Simplified Arrival: Airport Facial Recognition, Part I/II

Simplified Arrival; Dulles

As early as 2015, we became aware that the U.S. government was investing heavily into facial recognition as an alternative to paper or digital identification documents. Facial recognition is currently used in select US airports as part of a program called Simplified Arrival, under the jurisdiction of U.S. Customs and Border Protection (CBP); newly added airports applying this technology are in Arkansas, Louisiana, Mississippi, Alabama and Tennessee.  Rogers Municipal Carter Field Airport, Lakefront Airport, Alexandria (Louisiana) International Airport, Gulfport Biloxi International Airport, Birmingham-Shuttlesworth International Airport, and Memphis International Airport. Under Simplified Arrival, the identity of international travelers who enter and exit the country can be verified at inspection points in the airport by the snap of a picture, rather than having to present a travel document.  

A facial recognition algorithm compares the picture against a gallery of images that the traveler has previously provided the government with, such as passport and visa photos, to confirm the individual’s identity. Passengers are allowed to opt-out of the process, if they wish, by alerting a CBP officer during the identification process at the terminal, in which case a more traditional document inspection is carried out by CBP officials.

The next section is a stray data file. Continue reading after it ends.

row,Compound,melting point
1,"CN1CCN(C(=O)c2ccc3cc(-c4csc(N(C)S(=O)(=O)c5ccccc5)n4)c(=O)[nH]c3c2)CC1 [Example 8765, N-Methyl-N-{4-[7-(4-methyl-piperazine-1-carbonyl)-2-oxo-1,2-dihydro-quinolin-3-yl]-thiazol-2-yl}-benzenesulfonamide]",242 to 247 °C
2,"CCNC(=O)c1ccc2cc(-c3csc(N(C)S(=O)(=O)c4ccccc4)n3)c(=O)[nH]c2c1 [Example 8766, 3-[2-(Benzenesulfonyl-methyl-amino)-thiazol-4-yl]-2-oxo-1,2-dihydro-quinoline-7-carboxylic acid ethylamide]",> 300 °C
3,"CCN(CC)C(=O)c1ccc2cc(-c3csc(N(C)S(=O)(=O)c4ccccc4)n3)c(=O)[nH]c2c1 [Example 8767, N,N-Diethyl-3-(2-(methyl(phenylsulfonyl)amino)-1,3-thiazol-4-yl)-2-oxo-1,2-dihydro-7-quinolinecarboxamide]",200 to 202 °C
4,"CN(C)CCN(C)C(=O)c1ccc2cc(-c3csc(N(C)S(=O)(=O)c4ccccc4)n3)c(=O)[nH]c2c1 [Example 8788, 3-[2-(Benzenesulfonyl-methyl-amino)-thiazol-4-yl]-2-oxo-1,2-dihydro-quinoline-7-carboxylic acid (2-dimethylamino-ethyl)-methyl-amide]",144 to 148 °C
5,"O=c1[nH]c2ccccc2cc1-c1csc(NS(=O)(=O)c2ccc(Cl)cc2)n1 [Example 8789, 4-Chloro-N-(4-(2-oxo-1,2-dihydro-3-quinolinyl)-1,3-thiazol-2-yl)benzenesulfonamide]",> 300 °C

According to the CBP, as of January 24, 2022, more than 130 million travelers have participated in the biometric facial comparison process at air, land and seaports of entry. Since September 2018, CBP has leveraged facial biometrics to prevent nearly 2,000 imposters from illegally entering the United States by using genuine travel documents that were issued to other people.

U.S. Customs and Border Protection

It remains that the technology behind Simplified Arrival has been a topic of heated debate ever since it was first implemented. Much of the debate involves the accuracy of the system’s algorithms.

The Government Accountability Office (GAO) found that the recognition accuracy of the system allowed for 0.0092% of travelers at risk of being mismatched to a photo of another person. Seems like a small percentage of the traveling population until you realize it could translate to tens of thousands of incorrect identifications on a country-wide scale.  

My next article on this subject will be on the technology behind the soft mask facial recognition systems currently being tested domestically and internationally, augmenting Simplified Arrival. There are also modified masks now that can block facial recognition but I suspect they will be banned for usage at ports of entry in the country.

BNI operatives: situationally aware.

As always, stay safe.